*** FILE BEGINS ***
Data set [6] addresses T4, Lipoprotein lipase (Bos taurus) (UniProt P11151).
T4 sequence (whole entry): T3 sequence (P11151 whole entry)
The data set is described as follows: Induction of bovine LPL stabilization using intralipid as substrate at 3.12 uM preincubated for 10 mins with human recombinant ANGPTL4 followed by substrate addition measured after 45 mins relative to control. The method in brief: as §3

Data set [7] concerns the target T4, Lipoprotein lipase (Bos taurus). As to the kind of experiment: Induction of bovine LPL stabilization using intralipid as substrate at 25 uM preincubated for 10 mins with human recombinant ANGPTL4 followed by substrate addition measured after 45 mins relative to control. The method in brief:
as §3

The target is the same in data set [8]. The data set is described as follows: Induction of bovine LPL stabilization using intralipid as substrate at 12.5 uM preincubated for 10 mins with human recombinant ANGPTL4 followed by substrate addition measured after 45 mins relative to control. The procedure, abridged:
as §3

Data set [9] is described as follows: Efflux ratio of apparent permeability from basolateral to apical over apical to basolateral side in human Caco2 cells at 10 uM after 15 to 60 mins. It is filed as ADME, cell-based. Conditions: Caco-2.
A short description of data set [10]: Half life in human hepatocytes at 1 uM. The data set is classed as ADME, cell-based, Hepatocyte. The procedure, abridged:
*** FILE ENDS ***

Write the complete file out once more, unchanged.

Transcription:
Data set [6] addresses T4, Lipoprotein lipase (Bos taurus) (UniProt P11151).
T4 sequence (whole entry): T3 sequence (P11151 whole entry)
The data set is described as follows: Induction of bovine LPL stabilization using intralipid as substrate at 3.12 uM preincubated for 10 mins with human recombinant ANGPTL4 followed by substrate addition measured after 45 mins relative to control. The method in brief: as §3

Data set [7] concerns the target T4, Lipoprotein lipase (Bos taurus). As to the kind of experiment: Induction of bovine LPL stabilization using intralipid as substrate at 25 uM preincubated for 10 mins with human recombinant ANGPTL4 followed by substrate addition measured after 45 mins relative to control. The method in brief:
as §3

The target is the same in data set [8]. The data set is described as follows: Induction of bovine LPL stabilization using intralipid as substrate at 12.5 uM preincubated for 10 mins with human recombinant ANGPTL4 followed by substrate addition measured after 45 mins relative to control. The procedure, abridged:
as §3

Data set [9] is described as follows: Efflux ratio of apparent permeability from basolateral to apical over apical to basolateral side in human Caco2 cells at 10 uM after 15 to 60 mins. It is filed as ADME, cell-based. Conditions: Caco-2.
A short description of data set [10]: Half life in human hepatocytes at 1 uM. The data set is classed as ADME, cell-based, Hepatocyte. The procedure, abridged: